The series also spends a few satisfying moments visiting with crafting schools and communities, such as Mississippi Cultural Crossroads, a quilting group brimming with Southern vigor. Segments like the one focusing on an intensive school devoted to stringed instrument making (Boston's North Bennet Street School) illustrate the fact that high quality crafting is learned and passed down through the generations, a concept as American as apple pie. There's also a fascinating detour on the Timberline Lodge, an entirely hand-crafted hotel complex that was one of the largest undertakings of the WPA (Works Process Administration) in the 1930s. Although it doesn't fit in as well with the other segments, it was absorbing all the same.
These seven leisurely hours serve as a good way to get acquainted with artists whose work normally flies under the radar of the mainstream media. The artists are generally of the Baby Boom and older generation, which might be considered a hindrance but it's actually quite inspiring. The average Etsy.com seller (full disclosure: I am one) would learn a lot from these folks, who generally have an inner tranquility that comes from following their passions - no matter how unconventional.
The Craft In America Collection's seven hour-long episodes are spread onto three DVDs, housed in a single-width keep case. PBS is also offering the Messages and Family episodes as single discs - which is something of a puzzlement, considering that sites like Amazon have the Collection available for only a few dollars' difference.
||Sam Maloof, furniture/wood working; Pat Courtney Gold, baket weaver; Garry Knox Bennett, chair artist; Tom Joyce, blacksmith.
||Jan Yager, jewelry artist; David Gurney, ceramics; Timberline Lodge in Northern Oregon; Kit Carson, jeweler/sculptor; Mira Nakashima-Yarnall, furniture/wood working; Richard Notkin, ceramics.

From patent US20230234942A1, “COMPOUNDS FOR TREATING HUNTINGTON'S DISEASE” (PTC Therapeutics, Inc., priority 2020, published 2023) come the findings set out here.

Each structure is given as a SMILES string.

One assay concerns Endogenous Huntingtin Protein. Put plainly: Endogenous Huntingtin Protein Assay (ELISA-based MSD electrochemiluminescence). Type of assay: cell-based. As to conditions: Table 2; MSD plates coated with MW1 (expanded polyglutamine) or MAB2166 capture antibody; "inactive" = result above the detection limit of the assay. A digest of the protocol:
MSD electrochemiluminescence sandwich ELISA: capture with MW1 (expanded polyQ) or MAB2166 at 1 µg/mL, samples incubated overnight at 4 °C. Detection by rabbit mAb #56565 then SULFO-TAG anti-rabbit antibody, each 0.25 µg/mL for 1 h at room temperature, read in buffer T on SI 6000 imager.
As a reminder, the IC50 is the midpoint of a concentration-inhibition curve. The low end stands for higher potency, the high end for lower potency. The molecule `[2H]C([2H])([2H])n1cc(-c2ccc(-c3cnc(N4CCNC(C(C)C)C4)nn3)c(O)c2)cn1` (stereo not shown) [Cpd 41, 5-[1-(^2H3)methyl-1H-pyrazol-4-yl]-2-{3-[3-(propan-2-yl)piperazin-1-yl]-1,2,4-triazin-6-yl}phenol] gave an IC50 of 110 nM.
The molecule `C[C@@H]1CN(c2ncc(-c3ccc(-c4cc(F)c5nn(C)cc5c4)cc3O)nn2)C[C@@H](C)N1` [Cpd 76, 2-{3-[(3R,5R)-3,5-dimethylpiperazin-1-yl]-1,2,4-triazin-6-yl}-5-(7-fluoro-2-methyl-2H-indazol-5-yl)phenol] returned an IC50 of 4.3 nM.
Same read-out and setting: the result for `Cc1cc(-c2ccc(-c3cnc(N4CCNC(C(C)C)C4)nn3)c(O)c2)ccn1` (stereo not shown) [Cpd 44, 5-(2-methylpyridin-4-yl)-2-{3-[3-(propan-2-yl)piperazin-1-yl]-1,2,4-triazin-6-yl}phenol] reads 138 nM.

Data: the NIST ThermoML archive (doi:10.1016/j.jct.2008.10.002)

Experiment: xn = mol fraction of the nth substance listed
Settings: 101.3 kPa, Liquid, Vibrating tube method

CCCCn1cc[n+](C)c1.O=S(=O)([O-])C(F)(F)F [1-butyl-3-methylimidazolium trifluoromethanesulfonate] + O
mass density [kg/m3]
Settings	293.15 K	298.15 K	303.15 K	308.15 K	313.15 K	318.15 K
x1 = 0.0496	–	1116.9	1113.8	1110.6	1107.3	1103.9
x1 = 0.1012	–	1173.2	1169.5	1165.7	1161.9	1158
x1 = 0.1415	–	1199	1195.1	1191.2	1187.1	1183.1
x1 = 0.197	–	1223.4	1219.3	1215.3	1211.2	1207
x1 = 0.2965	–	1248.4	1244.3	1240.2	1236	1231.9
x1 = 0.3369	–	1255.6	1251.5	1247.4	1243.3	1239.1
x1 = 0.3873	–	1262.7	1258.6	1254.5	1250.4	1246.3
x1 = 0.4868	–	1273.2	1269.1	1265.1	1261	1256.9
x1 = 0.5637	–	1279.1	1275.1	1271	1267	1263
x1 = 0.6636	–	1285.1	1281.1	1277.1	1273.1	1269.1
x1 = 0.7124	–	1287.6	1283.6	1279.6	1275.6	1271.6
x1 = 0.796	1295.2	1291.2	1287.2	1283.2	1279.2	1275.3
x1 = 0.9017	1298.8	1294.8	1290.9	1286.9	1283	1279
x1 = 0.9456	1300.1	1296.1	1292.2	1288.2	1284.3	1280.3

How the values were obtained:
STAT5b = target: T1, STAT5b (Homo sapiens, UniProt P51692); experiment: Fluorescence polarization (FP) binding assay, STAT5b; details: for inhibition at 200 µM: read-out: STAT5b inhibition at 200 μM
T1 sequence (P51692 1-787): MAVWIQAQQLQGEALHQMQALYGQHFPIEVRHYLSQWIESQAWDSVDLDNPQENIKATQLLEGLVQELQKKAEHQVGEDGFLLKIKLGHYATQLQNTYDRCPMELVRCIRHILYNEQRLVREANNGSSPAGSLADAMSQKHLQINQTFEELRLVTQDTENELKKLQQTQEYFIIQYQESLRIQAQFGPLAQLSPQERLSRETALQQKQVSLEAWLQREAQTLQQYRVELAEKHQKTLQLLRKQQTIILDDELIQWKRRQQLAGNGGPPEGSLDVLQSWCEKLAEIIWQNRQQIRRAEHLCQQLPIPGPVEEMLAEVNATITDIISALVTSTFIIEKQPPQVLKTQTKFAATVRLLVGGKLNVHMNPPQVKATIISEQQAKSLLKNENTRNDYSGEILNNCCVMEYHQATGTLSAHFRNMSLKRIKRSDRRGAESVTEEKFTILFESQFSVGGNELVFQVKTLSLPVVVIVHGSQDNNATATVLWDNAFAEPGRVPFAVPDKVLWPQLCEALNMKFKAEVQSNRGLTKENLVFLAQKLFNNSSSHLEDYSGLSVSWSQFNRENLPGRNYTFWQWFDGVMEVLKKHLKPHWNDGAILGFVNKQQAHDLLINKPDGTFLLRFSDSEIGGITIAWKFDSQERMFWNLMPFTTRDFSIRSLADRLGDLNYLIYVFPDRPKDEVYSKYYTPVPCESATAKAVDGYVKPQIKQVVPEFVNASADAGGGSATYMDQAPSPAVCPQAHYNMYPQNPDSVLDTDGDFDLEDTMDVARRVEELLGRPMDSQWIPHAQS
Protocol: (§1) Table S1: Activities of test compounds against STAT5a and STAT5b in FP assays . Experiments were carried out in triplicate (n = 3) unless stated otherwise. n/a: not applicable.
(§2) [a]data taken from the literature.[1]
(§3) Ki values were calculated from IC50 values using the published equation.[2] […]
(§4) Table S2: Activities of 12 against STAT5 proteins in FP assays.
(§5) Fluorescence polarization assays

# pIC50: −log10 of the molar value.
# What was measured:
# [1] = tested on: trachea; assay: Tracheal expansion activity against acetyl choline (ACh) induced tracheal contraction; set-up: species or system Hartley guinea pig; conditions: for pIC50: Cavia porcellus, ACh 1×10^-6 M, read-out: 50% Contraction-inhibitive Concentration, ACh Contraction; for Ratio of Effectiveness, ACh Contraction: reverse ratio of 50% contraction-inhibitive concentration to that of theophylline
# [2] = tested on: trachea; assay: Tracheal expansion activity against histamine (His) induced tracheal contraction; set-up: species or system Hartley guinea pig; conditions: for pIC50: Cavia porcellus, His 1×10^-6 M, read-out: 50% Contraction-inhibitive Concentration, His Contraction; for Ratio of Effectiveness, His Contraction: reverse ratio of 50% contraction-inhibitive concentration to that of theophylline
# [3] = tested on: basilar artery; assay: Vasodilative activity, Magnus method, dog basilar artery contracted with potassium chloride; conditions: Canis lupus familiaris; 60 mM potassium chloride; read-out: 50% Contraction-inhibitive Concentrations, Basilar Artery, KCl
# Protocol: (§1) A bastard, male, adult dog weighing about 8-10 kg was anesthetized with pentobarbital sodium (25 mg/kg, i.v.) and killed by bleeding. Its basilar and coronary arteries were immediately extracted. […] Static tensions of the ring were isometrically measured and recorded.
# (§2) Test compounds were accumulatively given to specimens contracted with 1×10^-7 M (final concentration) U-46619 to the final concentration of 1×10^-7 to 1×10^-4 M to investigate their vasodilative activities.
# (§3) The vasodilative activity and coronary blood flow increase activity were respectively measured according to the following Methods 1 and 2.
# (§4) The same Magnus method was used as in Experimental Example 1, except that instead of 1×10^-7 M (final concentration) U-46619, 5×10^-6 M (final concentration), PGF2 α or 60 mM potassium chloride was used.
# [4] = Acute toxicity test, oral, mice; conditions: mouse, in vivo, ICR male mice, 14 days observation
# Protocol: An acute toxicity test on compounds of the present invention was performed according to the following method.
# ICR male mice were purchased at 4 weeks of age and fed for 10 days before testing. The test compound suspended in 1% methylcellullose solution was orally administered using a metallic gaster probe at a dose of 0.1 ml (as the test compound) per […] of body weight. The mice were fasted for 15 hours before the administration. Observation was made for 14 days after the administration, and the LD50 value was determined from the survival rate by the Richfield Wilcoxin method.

||Mississippi Cultural Crossroads, quilting collective; Penland School of Crafts, North Carolina school; Sarah Jaeger, ceramics; Pilchuck Glass School, Washingston state; Denise and Samuel Wallace, Native American metalwork; Dona Look and Ken Loeber, basketry/jewelry art.
||Mark Hewitt/Jugtown, pottery; Teri Greeves, bead art; Paul Stankard, glass art; Jim Bassler, weaver/historian; Philip Simmons Studio, blacksmithing.
||Dave and Roberta Williamson, found object jewelry; 92nd St. Y, New York silversmithing school; Tom Killion, printmaking; Julie Chen, book artist; North Bennet Street School, stringed instrument making.
||Beth Lipman, glass artist; Charles M. Carrillo, santero; Joyce J. Scott, bead artist; Thomas Mann, jewelry/mixed media artist.
||Mouthrop family, wood working; Lisa Sorrell, boot maker; Marion family, glass/mixed media artists; Lee family, jewelry and pottery.
The DVD Set:
The digitally shot Craft In America is presented here in a nice 16x9 anamorphic image that allows one to see the minute details in the art. The photography, although good, is somewhat wishy-washy and lacking in deeper tones.
The discs sport a basic stereo soundtrack with good balance between dialogue and music. Descriptive audio and English subtitles are available for just one of the episodes, Messages.
The only bonus content consists of links to the pbs.org store and the official Craft In America website. The artist bios at the latter site would have been a simple and helpful extra to include here (are you listening, PBS?).
The artists and schools profiled in The Craft In America Collection prove that America's cultural heritage lives on, often mutated through a lens of contemporary politics and pop culture. These vaguely-themed episodes are pretty straightforward and likely won't win over any new converts (my spouse bailed after two episodes). For artisans and crafters, however, there is plenty of inspiration to be found among its three discs. Recommended.
Matt Hinrichs is a designer, artist and sometime writer who lives in sunny (and usually too hot) Phoenix, Arizona. Among his loves are oranges, going barefoot and blonde 1930s movie comedienne Joyce Compton. Since 2000, he has been scribbling away at Pop Culture weblog Scrubbles.net. One can also follow him on Twitter @4colorcowboy.